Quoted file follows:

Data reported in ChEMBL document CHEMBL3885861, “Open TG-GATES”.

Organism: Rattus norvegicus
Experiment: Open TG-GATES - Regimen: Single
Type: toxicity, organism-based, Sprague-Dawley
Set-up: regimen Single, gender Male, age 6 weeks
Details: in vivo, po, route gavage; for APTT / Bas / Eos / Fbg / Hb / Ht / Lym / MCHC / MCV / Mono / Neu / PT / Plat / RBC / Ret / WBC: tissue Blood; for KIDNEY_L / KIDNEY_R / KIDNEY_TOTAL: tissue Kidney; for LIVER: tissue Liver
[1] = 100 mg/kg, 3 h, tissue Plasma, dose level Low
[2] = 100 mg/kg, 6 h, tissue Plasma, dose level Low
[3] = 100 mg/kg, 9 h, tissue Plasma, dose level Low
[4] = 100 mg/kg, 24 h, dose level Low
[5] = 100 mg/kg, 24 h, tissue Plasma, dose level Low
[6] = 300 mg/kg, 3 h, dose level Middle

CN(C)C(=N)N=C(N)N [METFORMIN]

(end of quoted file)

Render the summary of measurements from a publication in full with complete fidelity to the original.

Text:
Data reported in ChEMBL document CHEMBL3885861, “Open TG-GATES”.

Organism: Rattus norvegicus
Experiment: Open TG-GATES - Regimen: Single
Type: toxicity, organism-based, Sprague-Dawley
Set-up: regimen Single, gender Male, age 6 weeks
Details: in vivo, po, route gavage; for APTT / Bas / Eos / Fbg / Hb / Ht / Lym / MCHC / MCV / Mono / Neu / PT / Plat / RBC / Ret / WBC: tissue Blood; for KIDNEY_L / KIDNEY_R / KIDNEY_TOTAL: tissue Kidney; for LIVER: tissue Liver
[1] = 100 mg/kg, 3 h, tissue Plasma, dose level Low
[2] = 100 mg/kg, 6 h, tissue Plasma, dose level Low
[3] = 100 mg/kg, 9 h, tissue Plasma, dose level Low
[4] = 100 mg/kg, 24 h, dose level Low
[5] = 100 mg/kg, 24 h, tissue Plasma, dose level Low
[6] = 300 mg/kg, 3 h, dose level Middle

CN(C)C(=N)N=C(N)N [METFORMIN]